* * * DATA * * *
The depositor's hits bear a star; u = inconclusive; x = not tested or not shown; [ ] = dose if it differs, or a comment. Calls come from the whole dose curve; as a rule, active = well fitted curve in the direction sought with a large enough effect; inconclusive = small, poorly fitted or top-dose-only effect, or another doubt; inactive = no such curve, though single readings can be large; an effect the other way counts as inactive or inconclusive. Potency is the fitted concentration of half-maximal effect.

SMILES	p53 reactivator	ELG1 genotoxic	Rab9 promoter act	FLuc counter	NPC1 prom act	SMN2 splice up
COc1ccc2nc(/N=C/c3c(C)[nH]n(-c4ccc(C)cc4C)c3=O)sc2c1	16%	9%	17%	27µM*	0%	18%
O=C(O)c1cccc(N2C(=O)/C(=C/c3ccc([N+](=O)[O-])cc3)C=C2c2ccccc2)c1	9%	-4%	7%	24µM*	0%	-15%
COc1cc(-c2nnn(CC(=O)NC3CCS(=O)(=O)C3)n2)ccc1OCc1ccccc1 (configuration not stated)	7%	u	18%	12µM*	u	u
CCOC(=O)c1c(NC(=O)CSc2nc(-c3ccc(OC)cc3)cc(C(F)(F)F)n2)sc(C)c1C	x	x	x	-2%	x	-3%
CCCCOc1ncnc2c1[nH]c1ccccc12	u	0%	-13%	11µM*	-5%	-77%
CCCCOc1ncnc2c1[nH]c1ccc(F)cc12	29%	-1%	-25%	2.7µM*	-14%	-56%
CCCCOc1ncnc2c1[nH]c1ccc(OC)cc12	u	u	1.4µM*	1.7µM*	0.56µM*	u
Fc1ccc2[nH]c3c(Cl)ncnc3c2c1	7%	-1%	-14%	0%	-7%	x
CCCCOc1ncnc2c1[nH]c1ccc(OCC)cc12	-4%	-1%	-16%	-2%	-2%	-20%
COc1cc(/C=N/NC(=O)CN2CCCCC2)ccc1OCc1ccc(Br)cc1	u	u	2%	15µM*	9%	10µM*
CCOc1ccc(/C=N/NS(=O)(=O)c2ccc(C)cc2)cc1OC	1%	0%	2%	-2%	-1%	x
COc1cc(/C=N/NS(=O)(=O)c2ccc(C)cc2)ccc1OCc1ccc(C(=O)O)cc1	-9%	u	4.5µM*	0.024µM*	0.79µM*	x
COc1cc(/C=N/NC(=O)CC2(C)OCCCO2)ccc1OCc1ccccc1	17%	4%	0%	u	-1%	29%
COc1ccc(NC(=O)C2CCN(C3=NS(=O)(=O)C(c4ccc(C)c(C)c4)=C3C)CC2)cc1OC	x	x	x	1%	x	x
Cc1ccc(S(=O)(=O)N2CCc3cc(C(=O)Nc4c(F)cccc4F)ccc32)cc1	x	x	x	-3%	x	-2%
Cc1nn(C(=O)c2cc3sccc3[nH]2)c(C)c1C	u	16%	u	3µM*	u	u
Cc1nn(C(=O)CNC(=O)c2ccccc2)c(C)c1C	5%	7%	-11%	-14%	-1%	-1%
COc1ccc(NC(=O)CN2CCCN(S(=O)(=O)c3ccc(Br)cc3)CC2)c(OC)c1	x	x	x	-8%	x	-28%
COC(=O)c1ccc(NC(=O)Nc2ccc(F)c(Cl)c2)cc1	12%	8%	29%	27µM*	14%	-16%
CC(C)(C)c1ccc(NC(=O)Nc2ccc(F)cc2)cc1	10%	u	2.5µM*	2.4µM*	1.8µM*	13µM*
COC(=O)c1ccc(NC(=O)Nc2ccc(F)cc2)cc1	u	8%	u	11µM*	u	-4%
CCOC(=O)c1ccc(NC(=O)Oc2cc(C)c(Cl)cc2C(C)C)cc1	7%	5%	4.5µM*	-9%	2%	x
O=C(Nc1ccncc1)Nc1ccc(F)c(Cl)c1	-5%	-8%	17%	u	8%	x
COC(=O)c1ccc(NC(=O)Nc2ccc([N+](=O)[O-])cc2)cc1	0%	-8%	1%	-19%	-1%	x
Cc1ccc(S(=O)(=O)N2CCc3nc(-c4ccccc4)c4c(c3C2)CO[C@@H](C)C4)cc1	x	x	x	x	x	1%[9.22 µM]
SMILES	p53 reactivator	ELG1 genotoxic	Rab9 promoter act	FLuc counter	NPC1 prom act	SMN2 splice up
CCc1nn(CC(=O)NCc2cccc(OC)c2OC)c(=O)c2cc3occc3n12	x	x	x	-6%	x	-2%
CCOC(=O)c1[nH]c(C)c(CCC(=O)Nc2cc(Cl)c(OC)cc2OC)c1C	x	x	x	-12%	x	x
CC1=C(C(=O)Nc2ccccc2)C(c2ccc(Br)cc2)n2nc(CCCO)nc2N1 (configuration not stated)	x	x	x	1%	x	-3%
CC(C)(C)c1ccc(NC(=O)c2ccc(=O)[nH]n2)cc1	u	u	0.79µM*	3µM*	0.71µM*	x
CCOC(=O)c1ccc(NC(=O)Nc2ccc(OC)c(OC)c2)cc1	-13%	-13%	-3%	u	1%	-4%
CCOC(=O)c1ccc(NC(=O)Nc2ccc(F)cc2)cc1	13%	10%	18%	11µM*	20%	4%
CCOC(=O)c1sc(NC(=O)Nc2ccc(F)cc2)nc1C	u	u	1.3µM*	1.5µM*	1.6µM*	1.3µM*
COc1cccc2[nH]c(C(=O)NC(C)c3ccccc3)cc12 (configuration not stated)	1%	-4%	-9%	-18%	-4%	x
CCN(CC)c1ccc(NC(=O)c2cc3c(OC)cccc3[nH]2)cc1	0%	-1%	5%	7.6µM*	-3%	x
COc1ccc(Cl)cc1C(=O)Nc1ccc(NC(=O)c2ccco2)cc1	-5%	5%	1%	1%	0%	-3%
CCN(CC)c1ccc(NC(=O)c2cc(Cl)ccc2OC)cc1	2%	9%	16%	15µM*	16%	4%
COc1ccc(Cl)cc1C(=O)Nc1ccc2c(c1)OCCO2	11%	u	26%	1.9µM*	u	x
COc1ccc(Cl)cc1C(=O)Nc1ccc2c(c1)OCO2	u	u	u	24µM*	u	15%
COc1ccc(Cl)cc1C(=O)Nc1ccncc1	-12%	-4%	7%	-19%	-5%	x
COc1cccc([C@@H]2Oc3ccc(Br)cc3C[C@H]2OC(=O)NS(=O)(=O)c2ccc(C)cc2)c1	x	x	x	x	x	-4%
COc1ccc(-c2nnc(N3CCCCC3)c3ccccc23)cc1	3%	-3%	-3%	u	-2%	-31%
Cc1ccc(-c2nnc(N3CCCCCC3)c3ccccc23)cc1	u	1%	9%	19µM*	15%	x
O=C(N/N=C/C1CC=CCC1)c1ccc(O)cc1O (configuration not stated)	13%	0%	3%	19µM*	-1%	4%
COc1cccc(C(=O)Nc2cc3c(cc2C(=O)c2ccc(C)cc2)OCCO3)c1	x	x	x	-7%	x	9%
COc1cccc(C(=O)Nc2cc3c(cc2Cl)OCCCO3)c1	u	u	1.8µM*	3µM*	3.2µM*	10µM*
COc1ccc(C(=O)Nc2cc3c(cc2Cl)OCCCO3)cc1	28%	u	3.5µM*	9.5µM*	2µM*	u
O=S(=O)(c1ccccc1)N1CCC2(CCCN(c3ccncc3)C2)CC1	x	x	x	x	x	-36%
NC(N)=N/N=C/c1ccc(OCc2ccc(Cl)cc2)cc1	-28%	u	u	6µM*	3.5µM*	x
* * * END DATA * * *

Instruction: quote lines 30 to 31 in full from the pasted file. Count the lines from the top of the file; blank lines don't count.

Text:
CCOC(=O)c1[nH]c(C)c(CCC(=O)Nc2cc(Cl)c(OC)cc2OC)c1C	x	x	x	-12%	x	x
CC1=C(C(=O)Nc2ccccc2)C(c2ccc(Br)cc2)n2nc(CCCO)nc2N1 (configuration not stated)	x	x	x	1%	x	-3%